Building a wall or tearing one down. The question has taken on new urgency.
On one side are the promises and the orders – a high wall to protect the southern border, a wall of tariffs to hold back the ills of globalization, a wall to ward off those who come from nations and religions perceived as threats. On the the other a push to break down the barriers, to open global borders, to refuse to close the Golden Door proclaimed on the Statue of Liberty. But no one lives in a world without walls and no one lives completely behind them.
There are physical walls that define our space and separate our property from others. Legal walls that determine the limits of our rights. Emotional walls that can hold back growth but also can protect our well-being.
A teaching in the Chapters of the Fathers deals in its own way with the question of how open or closed to keep our boundaries. The Sages claim that there are four different character traits regarding how to treat one’s property and that of others. Unusually pious people say “what’s mine is yours” without wanting anything in return. The wicked say “what’s yours is mine” with no expectation of compensation. A third approach, described as that of a fool, is “what’s yours is mine and what’s mine is yours”. And that leaves “the regular person” (beinoni) who says “what’s mine is mine and what’s yours is yours.” So far so good. However, the same source tells us that that last approach is called by some “the way of Sodom and Gomorrah.” The main crime of Sodom was a pathological refusal to help those in need and a society devoid of hospitality. Their callousness was so complete that G*d decided to rain fire and brimstone upon them. So not so good.
How can someone who just minds their own property lines and respects other’s property be both a regular person an also be seen as so terrible that they should be compared with a city doomed to destruction? One way to understand the source is by differentiating between the reality of our everyday life and the values of a society. Almost no person can live without caring about what they have and letting others worry about their own things. Only the rarest souls can do otherwise and the world could not function if everyone tried. However, when this necessity becomes a central ideology of society, when “what’s mine is mine” becomes enshrined as a virtue there is no responsibility felt at all for the well-being of others. No thought as to what is the fate of someone on the other side of the wall. No wrestling with the balance of “what I have” and “what you have.” And it is then, the Sages say, that the silhouette of Sodom begins to emerge.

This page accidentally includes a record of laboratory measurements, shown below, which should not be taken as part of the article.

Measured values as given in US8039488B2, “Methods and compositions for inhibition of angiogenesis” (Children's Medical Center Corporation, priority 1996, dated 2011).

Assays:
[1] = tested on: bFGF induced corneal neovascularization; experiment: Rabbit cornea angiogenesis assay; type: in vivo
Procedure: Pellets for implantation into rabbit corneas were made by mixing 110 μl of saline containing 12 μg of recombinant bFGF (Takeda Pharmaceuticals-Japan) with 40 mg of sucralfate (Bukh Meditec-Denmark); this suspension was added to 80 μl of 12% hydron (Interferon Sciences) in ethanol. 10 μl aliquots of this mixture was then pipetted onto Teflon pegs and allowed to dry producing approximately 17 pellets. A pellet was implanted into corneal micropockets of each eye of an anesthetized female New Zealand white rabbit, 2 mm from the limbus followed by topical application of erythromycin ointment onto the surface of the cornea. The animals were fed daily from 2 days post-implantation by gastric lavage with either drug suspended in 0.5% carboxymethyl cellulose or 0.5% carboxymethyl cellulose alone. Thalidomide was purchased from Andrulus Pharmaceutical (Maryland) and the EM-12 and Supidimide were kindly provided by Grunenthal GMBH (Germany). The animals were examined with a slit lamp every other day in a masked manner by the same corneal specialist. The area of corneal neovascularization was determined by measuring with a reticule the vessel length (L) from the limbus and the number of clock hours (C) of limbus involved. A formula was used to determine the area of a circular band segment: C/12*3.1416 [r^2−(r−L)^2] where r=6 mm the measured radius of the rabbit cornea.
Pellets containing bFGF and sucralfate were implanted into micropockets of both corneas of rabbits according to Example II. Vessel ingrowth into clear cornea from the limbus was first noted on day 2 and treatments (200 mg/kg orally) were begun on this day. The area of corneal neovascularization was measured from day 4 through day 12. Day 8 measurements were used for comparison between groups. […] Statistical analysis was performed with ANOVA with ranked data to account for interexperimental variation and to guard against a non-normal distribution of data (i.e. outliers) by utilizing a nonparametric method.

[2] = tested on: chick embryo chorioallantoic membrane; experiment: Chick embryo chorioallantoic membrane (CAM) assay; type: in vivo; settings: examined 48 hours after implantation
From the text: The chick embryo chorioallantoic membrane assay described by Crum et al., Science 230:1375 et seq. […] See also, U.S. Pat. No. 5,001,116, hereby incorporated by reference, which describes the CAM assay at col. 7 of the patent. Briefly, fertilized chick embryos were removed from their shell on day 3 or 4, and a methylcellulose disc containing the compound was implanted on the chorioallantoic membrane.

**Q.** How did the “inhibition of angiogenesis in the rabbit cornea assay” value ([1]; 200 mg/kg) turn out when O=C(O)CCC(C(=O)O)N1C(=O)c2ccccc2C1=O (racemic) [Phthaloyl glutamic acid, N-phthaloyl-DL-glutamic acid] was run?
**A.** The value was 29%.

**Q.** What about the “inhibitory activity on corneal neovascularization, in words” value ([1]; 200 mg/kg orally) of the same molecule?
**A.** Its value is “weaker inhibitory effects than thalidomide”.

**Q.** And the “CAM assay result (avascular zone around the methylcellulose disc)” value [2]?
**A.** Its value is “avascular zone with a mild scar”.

So what should we do with walls? Pray from them.
The Talmud talks about a prayer that comes mkirot halev, from the walls of the heart. At first glance this phrase seems like a way of saying “from within the heart”. But to pray from the walls of the heart means more than praying from within the chambers of the heart. To pray from the walls of the heart is a commitment to will one’s heart open precisely at the place that could block the flow of compassion. To recognize that in a world with hard edges, walls may be necessary, but they are the inspiration for new efforts not the answer to a prayer.
We will always live in a world with walls and some may need to be hardened. Our Sages teach us to never allow that hardening to extend to the walls of our heart.